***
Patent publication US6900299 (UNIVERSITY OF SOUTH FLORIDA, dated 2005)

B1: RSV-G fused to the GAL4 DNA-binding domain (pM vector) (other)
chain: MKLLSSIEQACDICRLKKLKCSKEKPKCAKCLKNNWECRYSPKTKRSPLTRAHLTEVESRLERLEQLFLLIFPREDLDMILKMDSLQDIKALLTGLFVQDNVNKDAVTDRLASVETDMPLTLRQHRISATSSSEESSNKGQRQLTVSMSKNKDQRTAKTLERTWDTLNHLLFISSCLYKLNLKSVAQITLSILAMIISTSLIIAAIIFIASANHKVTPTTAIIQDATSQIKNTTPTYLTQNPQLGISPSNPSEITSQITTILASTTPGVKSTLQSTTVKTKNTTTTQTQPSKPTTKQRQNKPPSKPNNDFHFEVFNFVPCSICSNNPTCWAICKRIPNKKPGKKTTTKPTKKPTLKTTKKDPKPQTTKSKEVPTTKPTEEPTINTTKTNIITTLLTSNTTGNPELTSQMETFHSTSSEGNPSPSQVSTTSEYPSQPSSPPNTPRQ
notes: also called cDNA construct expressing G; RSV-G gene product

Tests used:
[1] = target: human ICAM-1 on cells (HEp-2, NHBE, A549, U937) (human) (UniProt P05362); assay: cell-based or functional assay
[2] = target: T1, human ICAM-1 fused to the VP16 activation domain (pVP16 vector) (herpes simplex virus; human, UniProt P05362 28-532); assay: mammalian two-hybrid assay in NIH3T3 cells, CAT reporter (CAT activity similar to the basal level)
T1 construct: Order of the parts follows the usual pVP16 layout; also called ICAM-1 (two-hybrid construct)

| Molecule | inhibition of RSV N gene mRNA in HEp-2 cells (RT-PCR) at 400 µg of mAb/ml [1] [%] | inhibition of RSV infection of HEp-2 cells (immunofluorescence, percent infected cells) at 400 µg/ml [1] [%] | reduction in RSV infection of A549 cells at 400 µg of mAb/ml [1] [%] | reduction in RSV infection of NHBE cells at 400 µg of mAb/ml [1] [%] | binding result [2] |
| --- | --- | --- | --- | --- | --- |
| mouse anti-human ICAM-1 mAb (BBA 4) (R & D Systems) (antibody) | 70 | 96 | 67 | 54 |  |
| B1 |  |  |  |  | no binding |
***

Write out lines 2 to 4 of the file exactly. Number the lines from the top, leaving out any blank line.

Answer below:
B1: RSV-G fused to the GAL4 DNA-binding domain (pM vector) (other)
chain: MKLLSSIEQACDICRLKKLKCSKEKPKCAKCLKNNWECRYSPKTKRSPLTRAHLTEVESRLERLEQLFLLIFPREDLDMILKMDSLQDIKALLTGLFVQDNVNKDAVTDRLASVETDMPLTLRQHRISATSSSEESSNKGQRQLTVSMSKNKDQRTAKTLERTWDTLNHLLFISSCLYKLNLKSVAQITLSILAMIISTSLIIAAIIFIASANHKVTPTTAIIQDATSQIKNTTPTYLTQNPQLGISPSNPSEITSQITTILASTTPGVKSTLQSTTVKTKNTTTTQTQPSKPTTKQRQNKPPSKPNNDFHFEVFNFVPCSICSNNPTCWAICKRIPNKKPGKKTTTKPTKKPTLKTTKKDPKPQTTKSKEVPTTKPTEEPTINTTKTNIITTLLTSNTTGNPELTSQMETFHSTSSEGNPSPSQVSTTSEYPSQPSSPPNTPRQ
notes: also called cDNA construct expressing G; RSV-G gene product